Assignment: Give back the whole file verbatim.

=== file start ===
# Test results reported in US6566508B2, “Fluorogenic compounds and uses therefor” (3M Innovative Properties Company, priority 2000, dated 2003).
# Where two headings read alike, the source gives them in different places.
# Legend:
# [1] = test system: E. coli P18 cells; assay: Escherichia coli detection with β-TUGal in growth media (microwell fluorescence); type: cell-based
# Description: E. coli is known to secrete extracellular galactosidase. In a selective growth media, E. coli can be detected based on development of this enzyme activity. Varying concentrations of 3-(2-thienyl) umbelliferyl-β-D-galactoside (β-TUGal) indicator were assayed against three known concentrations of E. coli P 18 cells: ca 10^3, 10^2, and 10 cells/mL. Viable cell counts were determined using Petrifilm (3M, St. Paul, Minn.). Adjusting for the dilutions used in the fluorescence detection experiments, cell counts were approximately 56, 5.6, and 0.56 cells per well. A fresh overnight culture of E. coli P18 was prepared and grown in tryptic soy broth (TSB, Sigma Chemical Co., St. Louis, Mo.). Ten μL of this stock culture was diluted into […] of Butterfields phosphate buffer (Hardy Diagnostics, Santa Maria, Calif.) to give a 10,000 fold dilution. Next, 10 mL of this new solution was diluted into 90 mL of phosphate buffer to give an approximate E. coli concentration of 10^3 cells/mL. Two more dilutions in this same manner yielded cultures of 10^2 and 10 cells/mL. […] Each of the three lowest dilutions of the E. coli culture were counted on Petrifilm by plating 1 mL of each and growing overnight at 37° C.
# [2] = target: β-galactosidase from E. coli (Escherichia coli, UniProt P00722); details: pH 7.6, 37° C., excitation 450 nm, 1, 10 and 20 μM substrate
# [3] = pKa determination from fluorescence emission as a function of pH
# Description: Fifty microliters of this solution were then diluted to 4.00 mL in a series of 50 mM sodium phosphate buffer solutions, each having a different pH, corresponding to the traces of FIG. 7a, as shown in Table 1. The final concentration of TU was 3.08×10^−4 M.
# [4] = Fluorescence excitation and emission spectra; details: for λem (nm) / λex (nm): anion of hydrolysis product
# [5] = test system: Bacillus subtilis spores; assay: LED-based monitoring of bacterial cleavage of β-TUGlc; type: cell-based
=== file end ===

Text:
# Test results reported in US6566508B2, “Fluorogenic compounds and uses therefor” (3M Innovative Properties Company, priority 2000, dated 2003).
# Where two headings read alike, the source gives them in different places.
# Legend:
# [1] = test system: E. coli P18 cells; assay: Escherichia coli detection with β-TUGal in growth media (microwell fluorescence); type: cell-based
# Description: E. coli is known to secrete extracellular galactosidase. In a selective growth media, E. coli can be detected based on development of this enzyme activity. Varying concentrations of 3-(2-thienyl) umbelliferyl-β-D-galactoside (β-TUGal) indicator were assayed against three known concentrations of E. coli P 18 cells: ca 10^3, 10^2, and 10 cells/mL. Viable cell counts were determined using Petrifilm (3M, St. Paul, Minn.). Adjusting for the dilutions used in the fluorescence detection experiments, cell counts were approximately 56, 5.6, and 0.56 cells per well. A fresh overnight culture of E. coli P18 was prepared and grown in tryptic soy broth (TSB, Sigma Chemical Co., St. Louis, Mo.). Ten μL of this stock culture was diluted into […] of Butterfields phosphate buffer (Hardy Diagnostics, Santa Maria, Calif.) to give a 10,000 fold dilution. Next, 10 mL of this new solution was diluted into 90 mL of phosphate buffer to give an approximate E. coli concentration of 10^3 cells/mL. Two more dilutions in this same manner yielded cultures of 10^2 and 10 cells/mL. […] Each of the three lowest dilutions of the E. coli culture were counted on Petrifilm by plating 1 mL of each and growing overnight at 37° C.
# [2] = target: β-galactosidase from E. coli (Escherichia coli, UniProt P00722); details: pH 7.6, 37° C., excitation 450 nm, 1, 10 and 20 μM substrate
# [3] = pKa determination from fluorescence emission as a function of pH
# Description: Fifty microliters of this solution were then diluted to 4.00 mL in a series of 50 mM sodium phosphate buffer solutions, each having a different pH, corresponding to the traces of FIG. 7a, as shown in Table 1. The final concentration of TU was 3.08×10^−4 M.
# [4] = Fluorescence excitation and emission spectra; details: for λem (nm) / λex (nm): anion of hydrolysis product
# [5] = test system: Bacillus subtilis spores; assay: LED-based monitoring of bacterial cleavage of β-TUGlc; type: cell-based